ACID Transactions Change the Game for Cassandra Developers
For years, Apache Cassandra has been solving big data challenges such as horizontal scaling and geolocation for some of the most demanding use cases. But one area, distributed transactions, has proven particularly challenging for a variety of reasons.
It’s an issue that the Cassandra community has been hard at work to solve, and the solution is finally here. With the release of Apache Cassandra version 5.0, which is expected later in 2023, Cassandra will offer ACID transactions.
ACID transactions will be a big help for developers, who have been calling for more SQL-like functionality in Cassandra. This means that developers can avoid a bunch of complex code that they used for applying changes to multiple rows in the past. And some applications that currently use multiple databases to handle ACID transactions can now rely solely on Cassandra to solve their transaction needs.
What are ACID transactions and why would you want them?
ACID transactions adhere to the following characteristics:
- Atomicity — Operations in the transaction are treated as a single unit of work and can be rolled back if necessary.
- Consistency — Different from the “consistency” that we’re familiar with from the CAP Theorem, this is about upholding the state integrity of all data affected by the transaction.
- Isolation — Assuring that the data affected by the transaction cannot be interfered with by competing operations or transactions.
- Durability — The data will persist at the completion of the transaction, even in the event of a hardware failure.
While some NoSQL databases have managed to implement ACID transactions, they traditionally have only been a part of relational database management systems (RDBMS). One reason for that: RDBMSs historically have been contained within a single machine instance. The reality of managing database operations is that it’s much easier to provide ACID properties when everything is happening within the bounds of one system. This is why the inclusion of full ACID transactions into a distributed database such as Cassandra is such a big deal.
The advantage of ACID transactions is that multiple operations can be grouped together and essentially treated as a single operation. For instance, if you’re updating several points of data that depend on a specific event or action, you don’t want to risk some of those points being updated while others aren’t. ACID transactions enable you to do that.
Let’s look at a game transaction as an example. Perhaps we’re playing one of our favorite board games about buying properties. One of the players, named “Avery,” lands on a property named “Augustine Drive” and wants to buy it from the bank for $350.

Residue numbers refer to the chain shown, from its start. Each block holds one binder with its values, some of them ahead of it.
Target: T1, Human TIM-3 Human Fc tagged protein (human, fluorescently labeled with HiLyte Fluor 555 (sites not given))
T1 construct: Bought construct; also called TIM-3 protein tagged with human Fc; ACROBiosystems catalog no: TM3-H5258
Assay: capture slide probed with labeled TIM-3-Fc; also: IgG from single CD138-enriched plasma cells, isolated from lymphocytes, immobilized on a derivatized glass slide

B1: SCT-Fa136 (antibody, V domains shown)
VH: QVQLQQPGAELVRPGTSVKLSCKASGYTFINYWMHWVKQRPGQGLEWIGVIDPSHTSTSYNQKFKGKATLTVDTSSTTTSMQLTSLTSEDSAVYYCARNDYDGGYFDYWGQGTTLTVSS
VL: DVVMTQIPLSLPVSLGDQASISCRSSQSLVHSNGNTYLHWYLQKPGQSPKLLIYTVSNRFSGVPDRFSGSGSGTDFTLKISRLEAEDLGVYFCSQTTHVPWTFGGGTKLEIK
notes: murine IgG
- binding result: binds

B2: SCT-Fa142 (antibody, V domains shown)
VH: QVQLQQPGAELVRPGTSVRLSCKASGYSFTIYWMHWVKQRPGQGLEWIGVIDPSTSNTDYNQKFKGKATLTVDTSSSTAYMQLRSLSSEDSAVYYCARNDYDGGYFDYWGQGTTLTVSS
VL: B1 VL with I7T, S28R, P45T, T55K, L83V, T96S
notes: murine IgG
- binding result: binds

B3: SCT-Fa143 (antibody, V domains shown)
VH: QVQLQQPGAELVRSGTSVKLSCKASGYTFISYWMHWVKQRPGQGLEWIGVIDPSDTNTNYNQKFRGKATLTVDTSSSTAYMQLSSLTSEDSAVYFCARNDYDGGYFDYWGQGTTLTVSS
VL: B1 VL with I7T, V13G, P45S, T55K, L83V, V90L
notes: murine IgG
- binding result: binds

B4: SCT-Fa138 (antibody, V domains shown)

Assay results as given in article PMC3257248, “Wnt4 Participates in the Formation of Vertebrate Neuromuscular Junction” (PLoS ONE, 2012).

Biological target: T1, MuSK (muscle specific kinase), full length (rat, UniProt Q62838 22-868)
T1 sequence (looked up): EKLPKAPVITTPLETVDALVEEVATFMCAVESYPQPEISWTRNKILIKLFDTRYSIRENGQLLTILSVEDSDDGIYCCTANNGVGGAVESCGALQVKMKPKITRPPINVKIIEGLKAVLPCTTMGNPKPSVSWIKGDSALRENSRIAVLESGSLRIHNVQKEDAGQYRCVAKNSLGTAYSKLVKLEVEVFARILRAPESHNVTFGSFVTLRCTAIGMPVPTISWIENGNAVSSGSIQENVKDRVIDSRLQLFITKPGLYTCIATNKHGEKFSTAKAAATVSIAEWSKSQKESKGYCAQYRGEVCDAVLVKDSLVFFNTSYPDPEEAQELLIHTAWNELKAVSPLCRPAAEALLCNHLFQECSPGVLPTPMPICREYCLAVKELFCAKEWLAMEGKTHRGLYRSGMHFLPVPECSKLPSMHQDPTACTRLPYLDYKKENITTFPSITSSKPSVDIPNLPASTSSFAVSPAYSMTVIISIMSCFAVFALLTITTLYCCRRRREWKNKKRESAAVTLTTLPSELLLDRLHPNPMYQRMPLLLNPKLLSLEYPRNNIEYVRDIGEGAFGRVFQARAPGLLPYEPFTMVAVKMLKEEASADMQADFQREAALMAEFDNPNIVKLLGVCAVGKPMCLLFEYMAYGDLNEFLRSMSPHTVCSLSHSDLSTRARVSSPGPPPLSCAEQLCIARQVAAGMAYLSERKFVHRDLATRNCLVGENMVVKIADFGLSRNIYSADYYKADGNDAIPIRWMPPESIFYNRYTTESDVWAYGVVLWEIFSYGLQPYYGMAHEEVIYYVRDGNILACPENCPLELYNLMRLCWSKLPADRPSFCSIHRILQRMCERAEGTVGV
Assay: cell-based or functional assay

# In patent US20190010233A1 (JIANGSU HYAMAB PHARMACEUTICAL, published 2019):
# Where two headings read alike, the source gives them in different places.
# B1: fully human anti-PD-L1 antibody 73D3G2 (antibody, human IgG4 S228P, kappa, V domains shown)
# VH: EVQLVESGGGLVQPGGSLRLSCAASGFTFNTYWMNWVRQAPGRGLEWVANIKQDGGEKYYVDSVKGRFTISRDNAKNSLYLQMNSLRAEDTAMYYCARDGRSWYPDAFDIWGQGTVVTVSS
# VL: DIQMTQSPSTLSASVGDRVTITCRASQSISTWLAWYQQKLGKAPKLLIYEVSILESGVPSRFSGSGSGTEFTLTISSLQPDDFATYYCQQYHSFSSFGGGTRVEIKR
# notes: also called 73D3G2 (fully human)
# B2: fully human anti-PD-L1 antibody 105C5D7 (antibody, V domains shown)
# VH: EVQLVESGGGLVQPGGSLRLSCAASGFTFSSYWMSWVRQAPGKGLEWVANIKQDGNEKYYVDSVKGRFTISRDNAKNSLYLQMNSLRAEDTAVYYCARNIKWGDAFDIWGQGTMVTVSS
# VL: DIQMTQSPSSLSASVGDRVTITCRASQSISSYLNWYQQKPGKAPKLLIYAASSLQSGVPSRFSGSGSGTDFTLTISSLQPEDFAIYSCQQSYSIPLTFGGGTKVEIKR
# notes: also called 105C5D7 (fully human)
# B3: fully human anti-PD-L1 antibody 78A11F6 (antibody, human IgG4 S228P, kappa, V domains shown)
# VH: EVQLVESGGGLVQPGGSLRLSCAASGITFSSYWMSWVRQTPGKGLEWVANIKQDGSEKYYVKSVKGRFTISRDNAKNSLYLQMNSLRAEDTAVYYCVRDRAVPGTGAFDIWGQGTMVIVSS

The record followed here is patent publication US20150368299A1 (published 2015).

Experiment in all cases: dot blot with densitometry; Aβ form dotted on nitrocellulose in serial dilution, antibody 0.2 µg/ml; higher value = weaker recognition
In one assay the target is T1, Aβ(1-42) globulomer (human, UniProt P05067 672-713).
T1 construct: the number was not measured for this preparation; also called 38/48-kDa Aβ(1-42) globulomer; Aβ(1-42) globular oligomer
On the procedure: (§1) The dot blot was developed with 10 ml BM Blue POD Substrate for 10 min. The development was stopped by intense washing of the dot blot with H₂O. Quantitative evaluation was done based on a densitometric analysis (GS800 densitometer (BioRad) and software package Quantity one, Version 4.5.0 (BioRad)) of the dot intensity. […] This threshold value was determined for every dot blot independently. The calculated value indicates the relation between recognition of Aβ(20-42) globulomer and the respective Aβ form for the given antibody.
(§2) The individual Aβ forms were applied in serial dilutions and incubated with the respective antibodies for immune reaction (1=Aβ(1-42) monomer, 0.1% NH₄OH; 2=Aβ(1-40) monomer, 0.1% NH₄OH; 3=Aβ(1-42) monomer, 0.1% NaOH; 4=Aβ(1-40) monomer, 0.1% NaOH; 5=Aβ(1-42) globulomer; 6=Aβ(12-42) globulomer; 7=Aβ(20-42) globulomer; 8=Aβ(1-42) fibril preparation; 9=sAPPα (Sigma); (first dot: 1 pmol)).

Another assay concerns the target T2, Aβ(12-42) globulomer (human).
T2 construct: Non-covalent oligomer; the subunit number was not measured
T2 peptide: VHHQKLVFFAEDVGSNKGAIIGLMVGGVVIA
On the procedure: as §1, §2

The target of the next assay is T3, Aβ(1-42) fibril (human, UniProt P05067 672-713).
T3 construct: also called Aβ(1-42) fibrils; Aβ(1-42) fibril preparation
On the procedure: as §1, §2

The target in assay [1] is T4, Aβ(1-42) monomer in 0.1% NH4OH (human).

There are three separate operations needed to complete the transaction:
- deduct $350 from Avery
- add $350 to the bank
- hand ownership of Augustine Drive to Avery
ACID transactions will help to ensure that:
- Avery’s $350 doesn’t disappear
- The bank doesn’t just receive $350 out of thin air
- Avery doesn’t get Augustine Drive for free
Essentially, an ACID transaction helps to ensure that all parts of this transaction are either applied in a consistent manner or rolled back.
Consensus with Accord
Cassandra will be able to support ACID transactions thanks to the Accord protocol. As a part of the Cassandra Enhancement Process, CEP-15 introduces general purpose transactions based on the Accord whitepaper. The main points of the CEP-15 are:
- Implementation of the Accord consensus protocol
- Strict-serializable isolation
- Best attempts will be made to complete the transaction in one round trip
- Operates over multiple partition keys
With the Accord consensus protocol, each node in a Casandra cluster has a structure called a “reorder buffer.” This buffer is designed to hold transaction timestamps for the future.
Figure 1 – A coordinator node presenting a future timestamp (t0) to its voting replicas.
Essentially, a coordinator node takes a transaction and proposes a future timestamp for it. It then presents this timestamp (Figure 1) to the “electorate” (voting replicas for the transaction). The replicas then check to see if they have any conflicting operations.
As long as a quorum of the voting replicas accept the proposed timestamp (Figure 2), the coordinator applies the transaction at that time. This process is known as the “Fast Path,” because it can be done in a single round trip.
Figure 2 – All of the voting replicas “accept” the proposed timestamp, and the “Fast Path” application of the transaction can proceed.
However, if a quorum of voting replicas fails to “accept” the proposed timestamp, the conflicting operations are reported back to the coordinator along with a newly proposed timestamp for the original transaction.
The addition of ACID transactions to a distributed database like Cassandra is an exciting change, in part because it opens Cassandra up to several new use cases:
- Automated payments
- Game transactions
- Banking transfers
- Inventory management
- Authorization policy enforcement
Previously, Cassandra would have been unsuited for the cases listed above. Many times, developers have had to say, “We want to use Cassandra for X, but we need ACID.” No more!
More importantly, this is the beginning of Cassandra evolving into a feature-rich database. And that is going to improve the developer experience by leaps and bounds and help to make Cassandra a first-choice datastore for all developers building mission-critical applications.